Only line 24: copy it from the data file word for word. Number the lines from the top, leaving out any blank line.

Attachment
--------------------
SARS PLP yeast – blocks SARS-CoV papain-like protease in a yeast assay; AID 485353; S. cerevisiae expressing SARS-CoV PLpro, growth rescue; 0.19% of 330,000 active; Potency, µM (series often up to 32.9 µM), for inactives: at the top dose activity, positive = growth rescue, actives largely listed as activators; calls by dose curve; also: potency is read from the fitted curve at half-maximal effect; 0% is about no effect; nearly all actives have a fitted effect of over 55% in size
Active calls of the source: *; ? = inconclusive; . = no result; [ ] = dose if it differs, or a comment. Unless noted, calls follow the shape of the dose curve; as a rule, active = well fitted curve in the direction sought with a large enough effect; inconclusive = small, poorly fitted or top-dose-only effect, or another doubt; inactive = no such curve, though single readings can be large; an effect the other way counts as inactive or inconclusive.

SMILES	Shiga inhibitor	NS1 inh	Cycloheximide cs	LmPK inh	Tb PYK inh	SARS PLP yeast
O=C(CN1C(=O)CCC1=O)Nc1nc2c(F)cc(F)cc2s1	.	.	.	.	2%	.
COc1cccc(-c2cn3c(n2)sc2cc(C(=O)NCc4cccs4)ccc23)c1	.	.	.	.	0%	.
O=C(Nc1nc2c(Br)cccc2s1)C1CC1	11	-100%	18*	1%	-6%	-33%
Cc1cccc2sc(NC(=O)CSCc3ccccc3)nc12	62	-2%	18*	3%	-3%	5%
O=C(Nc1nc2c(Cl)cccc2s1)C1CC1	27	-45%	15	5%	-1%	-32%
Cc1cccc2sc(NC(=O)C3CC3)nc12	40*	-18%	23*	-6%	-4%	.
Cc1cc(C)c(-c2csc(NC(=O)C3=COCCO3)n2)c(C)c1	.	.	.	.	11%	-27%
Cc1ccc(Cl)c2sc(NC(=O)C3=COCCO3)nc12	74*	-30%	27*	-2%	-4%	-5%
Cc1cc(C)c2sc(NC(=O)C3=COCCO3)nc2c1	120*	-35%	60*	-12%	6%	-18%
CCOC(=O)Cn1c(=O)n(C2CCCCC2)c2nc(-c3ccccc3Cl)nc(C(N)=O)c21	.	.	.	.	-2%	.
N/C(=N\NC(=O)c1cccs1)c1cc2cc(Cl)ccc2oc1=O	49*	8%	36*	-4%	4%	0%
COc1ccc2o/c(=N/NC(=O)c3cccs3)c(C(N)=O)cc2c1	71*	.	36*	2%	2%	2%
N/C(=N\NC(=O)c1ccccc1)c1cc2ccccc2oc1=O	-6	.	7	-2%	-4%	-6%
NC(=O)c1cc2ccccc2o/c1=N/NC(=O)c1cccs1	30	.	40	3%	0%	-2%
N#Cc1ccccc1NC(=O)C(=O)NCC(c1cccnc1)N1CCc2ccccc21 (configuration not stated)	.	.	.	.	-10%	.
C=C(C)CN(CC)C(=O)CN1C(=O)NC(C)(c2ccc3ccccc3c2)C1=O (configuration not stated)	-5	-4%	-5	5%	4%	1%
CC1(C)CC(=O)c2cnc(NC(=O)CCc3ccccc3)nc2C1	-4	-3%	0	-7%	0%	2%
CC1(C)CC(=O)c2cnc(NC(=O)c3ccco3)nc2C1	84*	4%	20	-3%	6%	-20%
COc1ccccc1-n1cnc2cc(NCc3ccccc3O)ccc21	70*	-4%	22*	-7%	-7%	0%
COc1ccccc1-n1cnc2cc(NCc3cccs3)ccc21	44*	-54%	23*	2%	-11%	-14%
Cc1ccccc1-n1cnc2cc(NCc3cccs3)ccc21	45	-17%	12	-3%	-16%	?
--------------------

Cc1ccccc1-n1cnc2cc(NCc3cccs3)ccc21	45	-17%	12	-3%	-16%	?